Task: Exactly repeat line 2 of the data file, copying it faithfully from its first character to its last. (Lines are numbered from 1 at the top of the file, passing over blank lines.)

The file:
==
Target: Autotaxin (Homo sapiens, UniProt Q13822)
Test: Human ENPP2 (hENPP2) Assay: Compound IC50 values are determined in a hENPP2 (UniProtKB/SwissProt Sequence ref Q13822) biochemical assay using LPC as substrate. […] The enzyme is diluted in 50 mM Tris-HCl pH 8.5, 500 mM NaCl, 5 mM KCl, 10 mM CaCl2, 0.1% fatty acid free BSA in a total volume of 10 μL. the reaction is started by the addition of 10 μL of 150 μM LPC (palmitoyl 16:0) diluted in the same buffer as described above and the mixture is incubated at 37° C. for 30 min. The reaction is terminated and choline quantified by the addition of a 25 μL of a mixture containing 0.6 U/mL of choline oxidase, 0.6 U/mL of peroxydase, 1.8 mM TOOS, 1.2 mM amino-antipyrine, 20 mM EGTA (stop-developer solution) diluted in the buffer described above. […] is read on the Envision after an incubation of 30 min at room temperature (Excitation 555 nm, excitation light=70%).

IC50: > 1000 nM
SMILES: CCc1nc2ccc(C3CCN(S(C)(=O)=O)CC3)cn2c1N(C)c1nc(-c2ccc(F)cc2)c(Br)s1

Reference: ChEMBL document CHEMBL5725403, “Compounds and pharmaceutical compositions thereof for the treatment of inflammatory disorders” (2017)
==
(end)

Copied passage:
Test: Human ENPP2 (hENPP2) Assay: Compound IC50 values are determined in a hENPP2 (UniProtKB/SwissProt Sequence ref Q13822) biochemical assay using LPC as substrate. […] The enzyme is diluted in 50 mM Tris-HCl pH 8.5, 500 mM NaCl, 5 mM KCl, 10 mM CaCl2, 0.1% fatty acid free BSA in a total volume of 10 μL. the reaction is started by the addition of 10 μL of 150 μM LPC (palmitoyl 16:0) diluted in the same buffer as described above and the mixture is incubated at 37° C. for 30 min. The reaction is terminated and choline quantified by the addition of a 25 μL of a mixture containing 0.6 U/mL of choline oxidase, 0.6 U/mL of peroxydase, 1.8 mM TOOS, 1.2 mM amino-antipyrine, 20 mM EGTA (stop-developer solution) diluted in the buffer described above. […] is read on the Envision after an incubation of 30 min at room temperature (Excitation 555 nm, excitation light=70%).